Archive for May, 2015

Your Car is Lying to You! (But it’s OK)

Friday, May 15th, 2015
Airdrie Ford Repair

The oil pressure gauge in this 2005 Ford F-150 always reads exactly the same, regardless of what the actual pressure is.

By Chris Dekker


The technology being integrated into new vehicles is amazing, but sometimes takes some getting used to.

A great example of this was the integration of “smart” charging systems into late model Chevrolet and GMC trucks. To save fuel, the alternator can “shut off” during periods of low electrical demand, which reduces drag on the engine. During driving, it’s totally normal for the battery voltage to fluctuate anywhere between 10 and 17 volts –  a big difference from the days of old where 14 volts meant your alternator was charging properly, and 12 volts meant that it wasn’t.

This change had unexpected consequences: GM dealerships were flooded with customers who, after watching their battery voltage gauge, thought their trucks were experiencing an electrical failure – and GM wasn’t alone in this. Do you know what many car manufacturers did to fix the problem? They eliminated the gauge.

But this isn’t always a good solution. Truck buyers, in particular, are a traditional bunch; and they have grown accustomed to all of these different gauges (oil pressure, engine temperature, battery voltage, transmission temperature, etc) and the information they provide. Many won’t purchase a truck without these displays, which has lead to a new development in recent years: the introduction of gauges that “lie” to the driver.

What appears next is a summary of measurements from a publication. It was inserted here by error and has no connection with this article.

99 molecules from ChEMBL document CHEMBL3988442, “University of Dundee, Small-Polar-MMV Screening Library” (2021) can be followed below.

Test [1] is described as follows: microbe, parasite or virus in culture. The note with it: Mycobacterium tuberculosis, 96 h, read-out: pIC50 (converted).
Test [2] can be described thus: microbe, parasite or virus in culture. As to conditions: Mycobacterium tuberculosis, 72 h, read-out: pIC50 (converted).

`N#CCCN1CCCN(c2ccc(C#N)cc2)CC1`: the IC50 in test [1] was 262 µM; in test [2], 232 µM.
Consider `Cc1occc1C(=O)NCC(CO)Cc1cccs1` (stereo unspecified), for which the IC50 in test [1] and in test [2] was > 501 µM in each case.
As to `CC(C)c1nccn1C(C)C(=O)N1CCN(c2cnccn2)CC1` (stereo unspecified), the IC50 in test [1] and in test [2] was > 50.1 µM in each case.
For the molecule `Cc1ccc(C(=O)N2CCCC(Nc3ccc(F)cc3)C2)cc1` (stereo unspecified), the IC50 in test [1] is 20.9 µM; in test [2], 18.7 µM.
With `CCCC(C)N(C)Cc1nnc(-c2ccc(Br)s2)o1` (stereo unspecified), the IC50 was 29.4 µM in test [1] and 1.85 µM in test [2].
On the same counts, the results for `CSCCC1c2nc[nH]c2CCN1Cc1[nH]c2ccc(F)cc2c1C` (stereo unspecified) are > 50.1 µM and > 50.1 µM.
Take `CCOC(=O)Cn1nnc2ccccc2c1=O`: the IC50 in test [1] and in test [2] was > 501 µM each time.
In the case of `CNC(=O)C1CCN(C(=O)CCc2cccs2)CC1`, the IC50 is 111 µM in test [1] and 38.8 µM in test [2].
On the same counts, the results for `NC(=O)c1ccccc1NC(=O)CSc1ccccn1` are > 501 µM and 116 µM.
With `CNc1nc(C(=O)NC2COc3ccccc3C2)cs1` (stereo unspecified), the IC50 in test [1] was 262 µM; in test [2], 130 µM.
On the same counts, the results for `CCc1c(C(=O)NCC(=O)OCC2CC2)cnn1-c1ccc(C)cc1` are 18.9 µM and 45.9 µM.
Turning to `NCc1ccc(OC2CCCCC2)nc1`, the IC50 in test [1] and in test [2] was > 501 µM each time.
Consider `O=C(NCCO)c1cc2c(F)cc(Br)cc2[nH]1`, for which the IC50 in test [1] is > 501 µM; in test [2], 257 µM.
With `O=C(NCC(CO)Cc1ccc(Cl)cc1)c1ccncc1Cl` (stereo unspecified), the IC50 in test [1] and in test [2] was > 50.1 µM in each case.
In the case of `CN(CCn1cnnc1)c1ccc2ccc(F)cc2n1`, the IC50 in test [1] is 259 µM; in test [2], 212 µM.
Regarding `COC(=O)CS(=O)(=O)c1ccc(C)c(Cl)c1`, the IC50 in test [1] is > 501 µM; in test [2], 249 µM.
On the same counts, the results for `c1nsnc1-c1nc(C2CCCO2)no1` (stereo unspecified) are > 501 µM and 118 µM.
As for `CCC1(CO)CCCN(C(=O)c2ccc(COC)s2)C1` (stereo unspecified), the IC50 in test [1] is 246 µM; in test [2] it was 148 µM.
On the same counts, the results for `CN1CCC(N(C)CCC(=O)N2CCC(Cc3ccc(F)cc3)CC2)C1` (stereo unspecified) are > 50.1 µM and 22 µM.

Maybe “lie” is a little harsh. These gauges fib a bit. Many analog gauges in newer vehicles are programmed to show one reading all the time, as long as the reading they’re supposed to display falls within an acceptable range. Unfortunately, this means some vehicles are now filled with instruments that no longer display any real information at all. For example, the oil pressure gauge in a 2004+ Ford F-150 always displays exactly the same reading (about 2/3 up) as long as the engine is making any oil pressure at all – even if the pressure is less than the 25 PSI that Ford specifies as the bare minimum necessary. This is undoubtedly to avoid confusing customers, who may not understand how normal oil pressure starts off very high from a cold start, and drops sharply as the engine warms up. In fact, every gauge except the tachometer and the speedometer in the 2005 F-150 instrument cluster shown above is “dumbed down” to some degree.

This isn’t just a Ford thing; most car manufacturers are doing this. Most Volkswagen temperature gauges now read exactly in the middle, as long as the coolant temperature is between 65 and 110 degrees Celsius, to avoid worrying customers with normal changes in engine temperature. Other car makers have moved from an analog temperature gauge to a system of simple warning lights: a green light means the temperature is OK, and a red one means it’s too hot or too cold.

It’s easy to understand why car manufacturer’s have moved to these “idiot gauges” in an age where most car owners don’t even check their own oil any more. However, as someone who appreciates the information an accurate display can provide, it’s frustrating as well. If anything, this lack of real information for the driver further underscores the importance of having a qualified mechanic check over your vehicle regularly!